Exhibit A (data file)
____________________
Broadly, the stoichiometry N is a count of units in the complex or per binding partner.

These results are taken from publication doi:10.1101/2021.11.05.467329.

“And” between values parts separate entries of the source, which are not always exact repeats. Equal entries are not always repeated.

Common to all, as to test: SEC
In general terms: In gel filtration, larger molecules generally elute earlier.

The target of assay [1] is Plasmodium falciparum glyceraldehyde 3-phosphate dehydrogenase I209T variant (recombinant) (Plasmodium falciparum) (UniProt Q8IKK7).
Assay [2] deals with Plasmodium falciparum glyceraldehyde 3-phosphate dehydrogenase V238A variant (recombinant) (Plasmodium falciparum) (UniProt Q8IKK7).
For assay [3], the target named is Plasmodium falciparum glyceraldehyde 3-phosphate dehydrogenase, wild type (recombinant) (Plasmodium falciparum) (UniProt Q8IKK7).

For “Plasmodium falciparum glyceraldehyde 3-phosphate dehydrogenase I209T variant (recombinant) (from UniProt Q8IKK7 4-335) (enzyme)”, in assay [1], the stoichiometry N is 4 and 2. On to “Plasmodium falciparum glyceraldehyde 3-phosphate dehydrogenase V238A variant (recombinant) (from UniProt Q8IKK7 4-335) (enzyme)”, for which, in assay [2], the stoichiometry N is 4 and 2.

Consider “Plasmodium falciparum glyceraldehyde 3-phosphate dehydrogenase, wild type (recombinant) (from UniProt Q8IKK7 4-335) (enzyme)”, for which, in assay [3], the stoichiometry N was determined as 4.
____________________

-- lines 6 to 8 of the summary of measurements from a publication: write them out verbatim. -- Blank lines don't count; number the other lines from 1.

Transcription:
The target of assay [1] is Plasmodium falciparum glyceraldehyde 3-phosphate dehydrogenase I209T variant (recombinant) (Plasmodium falciparum) (UniProt Q8IKK7).
Assay [2] deals with Plasmodium falciparum glyceraldehyde 3-phosphate dehydrogenase V238A variant (recombinant) (Plasmodium falciparum) (UniProt Q8IKK7).
For assay [3], the target named is Plasmodium falciparum glyceraldehyde 3-phosphate dehydrogenase, wild type (recombinant) (Plasmodium falciparum) (UniProt Q8IKK7).